Field emission scanning electron microscope (FESEM) analysis was used to investigate the morphological structure of thin film samples with different concentrations of . Based on Figure 2, the clear image of grain was observed at compared to the other samples. Based on the average grain size of the sample that was measured during the SEM analysis, it shows that when the concentration of is increased, the size of grain decreased. Structural morphology of samples becomes more compact and homogenous when the concentration of increased. The grain size of all samples was observed with round shape, but for sample () it is shown that the particles are submerged between each other. Similar finding has also reported that, by increasing the concentration, the nanoparticles were tightly tied together and the size of the particles reduced for sample [8]. This was also reported by Abdullah and Halim [9], where the reduction of size and linkage between the particles can be clearly seen, as the samples were doped for several concentrations. Based on Figure 3, it shows the graph of particles size against concentration. The grain sizes decreased as the concentration of increased. The reduction size of Al plays the main role where the Al3+ ion is smaller than Mn3+/Mn4+ ion. This indicates that more Al3+ ions will be substituted or take place in Mn3+/Mn4+ ion.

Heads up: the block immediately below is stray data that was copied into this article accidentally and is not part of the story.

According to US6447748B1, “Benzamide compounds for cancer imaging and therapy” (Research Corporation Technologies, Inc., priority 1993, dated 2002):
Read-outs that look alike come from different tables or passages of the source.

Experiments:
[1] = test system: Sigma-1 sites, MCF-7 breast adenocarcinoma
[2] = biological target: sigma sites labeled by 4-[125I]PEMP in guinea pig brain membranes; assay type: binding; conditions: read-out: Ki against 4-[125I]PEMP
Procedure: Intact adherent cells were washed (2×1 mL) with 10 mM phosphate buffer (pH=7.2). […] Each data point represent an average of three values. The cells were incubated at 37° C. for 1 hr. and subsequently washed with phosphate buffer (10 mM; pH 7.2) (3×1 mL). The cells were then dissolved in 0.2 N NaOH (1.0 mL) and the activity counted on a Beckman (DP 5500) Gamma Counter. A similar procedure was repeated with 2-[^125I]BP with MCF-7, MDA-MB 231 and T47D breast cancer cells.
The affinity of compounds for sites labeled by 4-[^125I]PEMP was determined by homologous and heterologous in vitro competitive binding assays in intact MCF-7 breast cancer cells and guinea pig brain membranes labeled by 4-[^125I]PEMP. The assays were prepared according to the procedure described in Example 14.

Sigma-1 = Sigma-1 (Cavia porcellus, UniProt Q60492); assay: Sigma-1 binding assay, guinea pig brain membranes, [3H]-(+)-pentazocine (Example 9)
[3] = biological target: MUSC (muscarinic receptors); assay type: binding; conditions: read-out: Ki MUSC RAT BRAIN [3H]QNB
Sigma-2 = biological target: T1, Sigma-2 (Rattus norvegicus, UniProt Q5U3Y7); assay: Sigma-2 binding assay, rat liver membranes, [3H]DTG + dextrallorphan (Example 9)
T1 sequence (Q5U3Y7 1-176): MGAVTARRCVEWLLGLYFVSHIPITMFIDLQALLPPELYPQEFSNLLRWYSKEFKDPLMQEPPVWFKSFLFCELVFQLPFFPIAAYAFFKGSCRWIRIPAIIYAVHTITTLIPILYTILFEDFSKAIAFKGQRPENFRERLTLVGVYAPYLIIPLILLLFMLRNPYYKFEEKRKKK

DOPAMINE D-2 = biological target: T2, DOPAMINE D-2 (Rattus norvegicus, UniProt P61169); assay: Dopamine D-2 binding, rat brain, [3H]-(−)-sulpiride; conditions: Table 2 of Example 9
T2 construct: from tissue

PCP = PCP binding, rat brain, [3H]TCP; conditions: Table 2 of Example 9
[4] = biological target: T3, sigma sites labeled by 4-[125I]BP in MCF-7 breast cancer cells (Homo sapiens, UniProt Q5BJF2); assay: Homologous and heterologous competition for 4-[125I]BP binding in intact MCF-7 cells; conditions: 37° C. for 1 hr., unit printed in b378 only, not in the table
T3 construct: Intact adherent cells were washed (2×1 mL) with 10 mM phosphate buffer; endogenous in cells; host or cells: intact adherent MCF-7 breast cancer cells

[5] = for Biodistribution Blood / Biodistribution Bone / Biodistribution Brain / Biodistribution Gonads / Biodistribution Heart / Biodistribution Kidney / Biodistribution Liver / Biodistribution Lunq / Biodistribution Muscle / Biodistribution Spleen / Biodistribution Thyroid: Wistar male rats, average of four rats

Figure 2: FESEM image of with different concentrations of (a) , (b) , (c) , (d) , (e) , and (f) .
Figure 3: Particle size of as a function of concentration .

Morphological structure of thin film samples, with concentration of , 0.05, 0.10, 0.15, 0.20, and 0.25, was characterized using XRD analysis. XRD graph pattern indicates no clear formation of single phase with rhombohedral distorted perovskite structures as shown in Figure 4. Sahu et al. [10] have reported that the formation of LSMO phase calcined at 600°C. There are several peaks observed with Miller indices (104) and (111) plane at , 38.24°, and 39.96°. These indicate that LSMAO thin film samples for and have a fine crystal structure compared with other samples. The intensity of the width diffraction decrease when the concentration of increased. This showed that when the level of doping increased, it may have effect on the crystal structures of the LSMAO sample.